Without the refund, the company may have had to defer the investment until their cash flow position recovered, or may not have purchased the new ute at all, stalling business growth.

 

What losses are eligible for the carry-back tax offset?

Only tax losses are eligible for the loss carry back tax offset.

Tax losses are losses that are incurred from revenue losses.

Other types of losses are ineligible, which leads us to the next question…

 

What losses are ineligible for the carry-back tax offset?

The types of losses not eligible for carry-back include:

  • capital losses – a loss made when you sell an asset for less than the adjusted basis.
  • losses generated as a result of excess franking offsets (where you use franking credits to reduce your tax)
  • losses transferred to a head company of a tax consolidated group by a joining entity, and
  • tax losses that were transferred to or from companies in the same foreign banking group
 

Is carry back loss compulsory?

No, loss carry back loss is optional. You can choose to carry the loss forward or deduct prior year tax losses.

 

When can you claim a loss carry back?

Losses can only be claimed once on the day on which the company lodges its tax return for the year in which the offset is claimed.

 

How is loss carry back calculated?

The ATO has a great tool to help you calculate the amount of carry back loss you will receive.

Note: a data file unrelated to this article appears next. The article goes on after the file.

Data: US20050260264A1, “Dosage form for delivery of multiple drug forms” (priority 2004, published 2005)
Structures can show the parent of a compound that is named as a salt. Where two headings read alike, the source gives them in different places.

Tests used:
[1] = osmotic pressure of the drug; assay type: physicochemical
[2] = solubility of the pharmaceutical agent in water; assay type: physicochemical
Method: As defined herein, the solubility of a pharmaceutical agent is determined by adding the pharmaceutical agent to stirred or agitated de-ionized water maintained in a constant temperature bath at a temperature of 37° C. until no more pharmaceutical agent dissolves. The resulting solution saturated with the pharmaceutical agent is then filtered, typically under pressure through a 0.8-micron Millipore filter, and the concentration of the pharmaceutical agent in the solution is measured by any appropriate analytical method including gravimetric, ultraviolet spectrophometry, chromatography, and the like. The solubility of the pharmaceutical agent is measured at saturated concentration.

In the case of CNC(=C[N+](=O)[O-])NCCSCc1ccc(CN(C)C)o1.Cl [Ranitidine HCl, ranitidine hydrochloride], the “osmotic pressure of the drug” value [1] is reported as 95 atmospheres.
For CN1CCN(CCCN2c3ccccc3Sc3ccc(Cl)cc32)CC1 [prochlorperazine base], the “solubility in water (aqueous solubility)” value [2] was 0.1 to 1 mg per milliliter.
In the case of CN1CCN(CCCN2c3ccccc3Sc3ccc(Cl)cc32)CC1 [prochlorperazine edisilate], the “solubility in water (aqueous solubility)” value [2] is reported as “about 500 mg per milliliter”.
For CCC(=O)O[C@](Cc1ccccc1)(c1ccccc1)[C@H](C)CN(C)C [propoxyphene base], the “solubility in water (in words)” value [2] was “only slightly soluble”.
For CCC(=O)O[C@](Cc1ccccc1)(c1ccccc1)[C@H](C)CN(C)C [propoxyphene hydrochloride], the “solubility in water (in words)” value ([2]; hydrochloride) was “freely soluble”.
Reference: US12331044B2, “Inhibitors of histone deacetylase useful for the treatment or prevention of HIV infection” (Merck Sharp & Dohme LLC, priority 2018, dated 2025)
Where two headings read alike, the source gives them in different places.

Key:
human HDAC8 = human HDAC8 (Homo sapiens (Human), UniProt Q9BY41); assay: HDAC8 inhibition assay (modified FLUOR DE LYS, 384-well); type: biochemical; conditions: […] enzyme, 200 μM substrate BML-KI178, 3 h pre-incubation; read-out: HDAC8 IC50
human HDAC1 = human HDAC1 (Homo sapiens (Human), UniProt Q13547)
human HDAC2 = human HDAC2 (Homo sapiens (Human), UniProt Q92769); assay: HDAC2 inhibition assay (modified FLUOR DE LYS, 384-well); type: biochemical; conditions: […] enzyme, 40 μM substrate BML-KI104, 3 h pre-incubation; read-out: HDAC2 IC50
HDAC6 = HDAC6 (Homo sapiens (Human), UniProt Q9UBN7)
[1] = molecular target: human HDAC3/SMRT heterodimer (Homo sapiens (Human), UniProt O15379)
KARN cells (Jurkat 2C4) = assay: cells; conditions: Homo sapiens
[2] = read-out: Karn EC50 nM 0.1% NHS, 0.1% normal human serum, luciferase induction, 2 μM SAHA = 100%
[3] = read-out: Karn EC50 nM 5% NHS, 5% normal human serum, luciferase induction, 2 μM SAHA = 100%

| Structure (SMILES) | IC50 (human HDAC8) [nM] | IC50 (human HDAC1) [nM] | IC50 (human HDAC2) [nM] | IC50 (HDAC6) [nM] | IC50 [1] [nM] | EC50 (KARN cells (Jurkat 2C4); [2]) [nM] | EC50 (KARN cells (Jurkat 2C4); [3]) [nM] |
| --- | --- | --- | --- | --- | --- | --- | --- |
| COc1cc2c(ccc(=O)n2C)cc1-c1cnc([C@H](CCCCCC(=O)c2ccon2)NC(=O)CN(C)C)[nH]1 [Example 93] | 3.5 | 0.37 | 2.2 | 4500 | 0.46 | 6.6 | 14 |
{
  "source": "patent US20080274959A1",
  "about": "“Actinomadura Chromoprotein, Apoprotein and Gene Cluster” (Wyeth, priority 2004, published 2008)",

Get the ATO loss carry back tax offset calculator

For each previous tax year, you will need to enter:

  • the amount of tax payable in the relevant years’ company tax return,
  • how much of this tax liability amount you have carried a tax loss back to in a previous company tax return,
  • the amount of your net exempt income in the year, and
  • how much of this net exempt income amount was used when you carried a loss back to this liability year in a previous company tax return.

After entering these figures, it will give you a dollar amount of maximum loss carry back tax offset, if applicable.

Sleek Scoop: If you have the above figures handy before you start, it will only take a few minutes to find out your loss carry back tax offset amount.

If this is too hard, no problem, ask a Sleek accountant to help you [link to contact us page?]

 

Are there other considerations you should be aware of?

Yes, here are two to think about:

  • Your business can claim either the carry forward or carry back part or all of a tax loss.
  • No ordering rules apply to using losses for the loss carry back tax offset.
 

Should your business claim carry back tax or carry forward?

This is a big question with many considerations.

It’s a great one to ask your accountant as there are so many variables and implications!

Let’s have a chat

But here are a few points to think about:

  • Claiming a loss carry back scores an immediate refund.
  • A loss carry back could impact the franking account and the ability to pay franked dividends in the future.
  • Claiming a carry forward loss runs the risk of the losses being lost due to fluctuations in the business carried on by the company or a change in ownership.

If you’re up for more details with good examples of different scenarios, visit the ATO webpage ‘Utilising franking tax offsets and effect on losses – corporate tax entities’.

Keen to see if your company is eligible to claim the loss carry back tax offset or how much your business will get back? Call our tax accountants on +61 2 9100 0480 or shoot through an email here – we’ll get back to you soon!